Figure 4 – NCREIF Returns by Property Type

Source: National Council of Real Estate Investment Fiduciaries (NCREIF)

Lodging Market Performance: Bullish Outlook

Over the last few years, the hotel market has gained in transparency as a result of more reliable and abundant data on hotel markets’ performance as provided by firms such as Smith Travel Research, The Bench, The Daily Lodging Report, and HVS. The added transparency has reduced the hotel industry’s perceived risk levels, resulting in an active hotel transaction and investment environment.

Since the September 11 terrorists attacks, the hotel industry has experienced a strong recovery as the global economy improved. With business travel increasing, demand outperformed supply as a result of the closing of several hotels for condominium conversion in major urban markets like New York.

In fact, the supply of new hotel rooms is an extremely important driver for long-term health in our industry, and overbuilding can seriously hurt the lodging market’s performance.

Figure 5 – U.S. Lodging Market Performance
4Hoteliers Image Library
Source: Smith Travel Research

While the hotel industry is highly correlated with macroeconomic indicators (e.g., GDP growth), the global economic outlook should support 2007 forecasts. Nevertheless, any increases in energy costs could affect airline companies, resulting in higher plane fares and curbing the appetite for travel in both the business and leisure segments. However, the weak U.S. dollar has increased foreign buying power, thus making travel to the U.S. seem affordable, despite ever-increasing airfares.

According to Mark Lomanno, President of Smith Travel Research, “The U.S. lodging industry turned in another strong performance in 2006.” He further states that “Industry RevPAR growth was somewhat lower than the all-time high of 2005. However, since 2004, RevPAR has grown nearly 24 percent – the strongest 3-year growth since STR began tracking hotel performance in 1987.

We expect another good year in 2007. Room supply growth will likely increase but should remain below the long-term trend. Based on current economic expectations, demand growth should continue, with stronger numbers more likely in the second half. We believe full year 2007 industry RevPAR growth should be in the 5.5 – 6.0 percent range.”

Moreover, as illustrated in Figure 5, future RevPAR growth will be rate-driven rather than the result of occupancy gains. Therefore, the sustained positive outlook for improved RevPAR is likely to positively affect hotel returns both in terms of income returns and appreciation gains into 2007 and beyond.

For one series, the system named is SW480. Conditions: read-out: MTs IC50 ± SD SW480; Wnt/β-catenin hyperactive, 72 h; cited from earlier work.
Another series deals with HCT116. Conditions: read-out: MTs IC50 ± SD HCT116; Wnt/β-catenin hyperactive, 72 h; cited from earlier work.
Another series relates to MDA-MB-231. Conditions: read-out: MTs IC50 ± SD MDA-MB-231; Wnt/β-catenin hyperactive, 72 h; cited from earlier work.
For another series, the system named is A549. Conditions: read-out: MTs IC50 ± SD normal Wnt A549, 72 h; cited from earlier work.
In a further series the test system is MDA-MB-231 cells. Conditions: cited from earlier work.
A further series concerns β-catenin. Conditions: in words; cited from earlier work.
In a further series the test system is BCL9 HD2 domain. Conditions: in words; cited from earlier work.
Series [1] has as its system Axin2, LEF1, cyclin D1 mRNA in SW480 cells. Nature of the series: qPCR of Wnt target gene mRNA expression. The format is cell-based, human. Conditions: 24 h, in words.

Capital Availability

According to Anne R. Lloyd-Jones, Senior Vice-President at HVS New York, although the Federal Reserve implemented further rate increases in 2006, competition among lenders and optimistic expectations for the lodging sector led to narrower spreads, with the result that interest rates for hotel mortgages remained extremely low. Combined with higher loan-to-value ratios and other aggressive lending parameters, debt for hotel projects was more widely available, and at a lower cost, than at any time previously observed.

At the same time, the number of equity investors pursuing high-quality transactions led to very competitive market conditions, which put downward pressure on equity return requirements. These combined influences resulted in lower capitalization and discount rates, which in turn, supported higher values. As a result, 2006 was another strong year in terms of both transactions and values.

Figure 6 – Key Relationship Between Major Players’ Value Drivers Affecting the Hotel Investment Outlook

4Hoteliers Image LibraryIn contrast to former periods, there are many reasons that justify why hotel real estate is widely regarded as an asset class. There are also more investors willing to allocate a greater portion of their investment portfolio to hotel real estate than in previous years as we see a growing confidence in the lodging industry as a source of sustainable income. The expansion of REITs as a tax-efficient investment vehicle also contributed to the actual outlook of the hotel industry. In the 1990s, many private equity firms could not compete with REITs, which were well accepted by Wall Street as a solid investment vehicle following the Modernization Act[4].

At present, private equity firms are dominating the market, overwhelmed with low-priced debt. Jones Lang LaSalle Hotels noted that private equity firms’ appetite for considerable levels of leverage can reach up to 95%. Conversely, U.S. REITs are restricted to 60% leverage due to their lower risk level and long-term investment philosophy.

Furthermore, REITs have a competitive disadvantage when contrasted with private equity firms. Since 90% of REIT taxable income must be distributed annually as dividends, REITs aren’t as financially flexible as private equity firms when it comes to investing in property improvements and capital expenditure requirements specific to hotels (i.e., increasing the value of properties, gaining appreciation returns). Jones Lang LaSalle Hotels expects 2007 to bring additional investors to the hotel industry, including some non-traditional off-shore and high-net-worth investors as well as institutional, pension fund, private equity, and REIT off-shore buyers.